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Trip Report - Sicily in 30 days 2016

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Apr 9th, 2016, 07:25 PM
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Trip Report - Sicily in 30 days 2016

Our Sicily trip has been a long time in the planning and executing. Planning commenced several years ago with other events intervening so that the trip was put off time and time again. However we kept up the research and kept in touch with other travellers to refine our intinerary. 5 April finally saw us up up and awaying!
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Apr 9th, 2016, 07:26 PM
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Etihad Airlines:
For us this was one of the worst premium airlines we had the bad luck to travel with. The B777-300 has extremely narrow and close seats making it uncomfortable for even short people let alone tall ones.
The aisles are so narrow that even the crew have difficulty getting their trolleys down them. Passengers walking down the aisle constantly knock the seated passengers because there is no way they can fit down the aisle unless they crab-crawled down them (and I am not talking about large passengers). This is a nuisance at night.
The food ran out after just five rows in the economy section with the stewardesses asking each other what they had left and passing laden trays over the passengers heads! Then two rows later, they ran out of trays. When they returned with the trays they forgot to add the bread roll and offer a beverage. The tray was just shoved at you and off they went. The food generally looked unappetising and very much presented as cafeteria food. The trays are unbalanced on the hinged trays and both tray and drinks head towards to your lap. Premium economy was microscopically better, but not for the money and you still use the economy toilets.
Terminal 1 is uninteresting and dull. Although there are electronic device charging machines, you would need a very long cord or be prepared to sit on the floor while holding your device.
No, Abu Dhabi and Etihad, you are not an alternative to Dubai and Emirates or Singapore Airlines or Thai Airways.
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Apr 9th, 2016, 07:37 PM
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The flight from Abu Dhabi to Rome was a shared code with Alitalia and what a difference. All the stories of Alitalia using old planes and having bad service were put to rest. The plane was indeed an older model, but it had been refurbished and the crew could not have been more different from Etihad. Pleasant, accommodating and talkative. A comfortable flight indeed.

We had a lay over in Rome where we purchased TIM for Visitors sim cards for our phones. A short wait in the very crowded transit lounge and we were up up and away again, with Alitalia.

Palermo Airport
The flight to Palermo from Rome was uninteresting – just over the Sea. We did not get to see the Napoli coastline or the Aeolian islands. The entry to the airport is along the Palermo coastline with massive rocky outcrops surrounded by low lying land densely built on.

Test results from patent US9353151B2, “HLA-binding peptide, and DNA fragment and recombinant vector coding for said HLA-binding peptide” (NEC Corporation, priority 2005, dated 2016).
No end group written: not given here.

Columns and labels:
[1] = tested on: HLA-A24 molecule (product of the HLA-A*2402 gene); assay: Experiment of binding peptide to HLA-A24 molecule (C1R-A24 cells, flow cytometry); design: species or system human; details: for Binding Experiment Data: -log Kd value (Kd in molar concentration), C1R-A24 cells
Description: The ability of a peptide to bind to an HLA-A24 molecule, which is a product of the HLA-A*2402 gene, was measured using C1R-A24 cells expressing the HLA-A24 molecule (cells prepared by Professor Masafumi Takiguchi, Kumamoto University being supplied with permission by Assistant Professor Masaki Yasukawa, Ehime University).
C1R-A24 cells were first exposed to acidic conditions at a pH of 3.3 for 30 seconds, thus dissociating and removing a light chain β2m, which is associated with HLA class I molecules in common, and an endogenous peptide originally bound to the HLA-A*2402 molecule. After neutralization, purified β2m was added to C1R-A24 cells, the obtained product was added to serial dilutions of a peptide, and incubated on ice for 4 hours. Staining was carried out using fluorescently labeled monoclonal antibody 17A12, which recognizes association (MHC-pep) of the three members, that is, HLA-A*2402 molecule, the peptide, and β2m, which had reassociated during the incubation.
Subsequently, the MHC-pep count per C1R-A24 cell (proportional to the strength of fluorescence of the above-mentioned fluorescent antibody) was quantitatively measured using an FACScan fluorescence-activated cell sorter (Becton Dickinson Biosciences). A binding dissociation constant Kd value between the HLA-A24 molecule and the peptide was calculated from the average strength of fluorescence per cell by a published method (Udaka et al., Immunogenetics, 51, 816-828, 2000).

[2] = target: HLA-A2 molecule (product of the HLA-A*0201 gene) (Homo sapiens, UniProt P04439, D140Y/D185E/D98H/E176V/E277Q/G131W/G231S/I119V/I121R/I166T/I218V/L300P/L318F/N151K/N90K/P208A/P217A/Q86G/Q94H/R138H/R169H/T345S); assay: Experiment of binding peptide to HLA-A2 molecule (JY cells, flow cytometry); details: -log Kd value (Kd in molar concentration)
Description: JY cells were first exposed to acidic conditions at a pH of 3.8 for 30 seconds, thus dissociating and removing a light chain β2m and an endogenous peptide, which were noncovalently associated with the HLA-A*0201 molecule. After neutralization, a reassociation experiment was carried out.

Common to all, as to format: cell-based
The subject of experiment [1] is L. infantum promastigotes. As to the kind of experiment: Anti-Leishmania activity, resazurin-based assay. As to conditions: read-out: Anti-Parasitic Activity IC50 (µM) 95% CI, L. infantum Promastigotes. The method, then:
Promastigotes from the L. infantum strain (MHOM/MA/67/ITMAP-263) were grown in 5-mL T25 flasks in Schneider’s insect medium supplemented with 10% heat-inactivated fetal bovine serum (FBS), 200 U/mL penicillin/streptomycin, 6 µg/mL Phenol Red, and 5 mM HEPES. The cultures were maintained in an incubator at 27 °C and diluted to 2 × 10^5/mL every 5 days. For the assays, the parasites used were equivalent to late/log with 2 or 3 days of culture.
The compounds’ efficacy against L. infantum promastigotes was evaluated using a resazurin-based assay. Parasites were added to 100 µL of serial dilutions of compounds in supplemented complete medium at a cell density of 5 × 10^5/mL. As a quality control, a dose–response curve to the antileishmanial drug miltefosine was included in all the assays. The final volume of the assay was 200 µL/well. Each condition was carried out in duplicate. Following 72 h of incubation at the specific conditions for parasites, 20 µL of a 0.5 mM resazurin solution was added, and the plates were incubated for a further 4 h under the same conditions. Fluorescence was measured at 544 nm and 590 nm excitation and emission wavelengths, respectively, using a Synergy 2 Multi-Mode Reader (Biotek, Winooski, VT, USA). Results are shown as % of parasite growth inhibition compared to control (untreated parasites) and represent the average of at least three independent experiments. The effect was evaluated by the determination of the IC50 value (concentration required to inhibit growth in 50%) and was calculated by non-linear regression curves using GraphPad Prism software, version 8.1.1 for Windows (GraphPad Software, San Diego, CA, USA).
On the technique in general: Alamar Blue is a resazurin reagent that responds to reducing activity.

The airport is small and uninteresting for arrivals. The baggage collection is divided into two area. One is for domestic and through rear doors is the area for international where your luggage is screened. We waited at the domestic (being none the wiser) and were alarmed when our luggage did not appear. As we were headed with a sense of foreboding (the stories of Alitalia losing luggage were eventuating) to the Lost and Found, an aircrew member approached us and asked us if we had lost luggage and when we said yes, she said it was probably at the international section through the rear door. And it was!

The information desk cannot provide any brochures in English, only German, French and Arabic. On we went to find our Onbus to Trapani. Past the shuttle to the car park and rental car companies, past the charming and bubbly lady who wanted to sell us a taxi or shared taxi (5 – 6 people and some luggage) E10 until we found the bus stands. One for a bus to Palermo itself, E6 and the others. Our Segesta bus (Onbus) was to arrive at 12.30 and it did. It costs E10 to purchase tickets on the bus or E8 if you do it on line before and print out the ticket. The other buses go to Agrigento (three per day) and Gallo buses to Menfi and Siacca (2 per day). Waiting would be either very cold or very hot as there is very limited bus shelter if you are there in high or low season.
On the journey from the airport, we passed many older houses which had been abandoned or construction unfinished. The autostrada is lined with gum and wattle trees making us feel quite at home. The fields were vines, olive orchards and solar panels. A 55 min relaxing drive to Trapani.
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Apr 9th, 2016, 08:16 PM
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Day 1 - Trapani 6 April 2016

Trapani: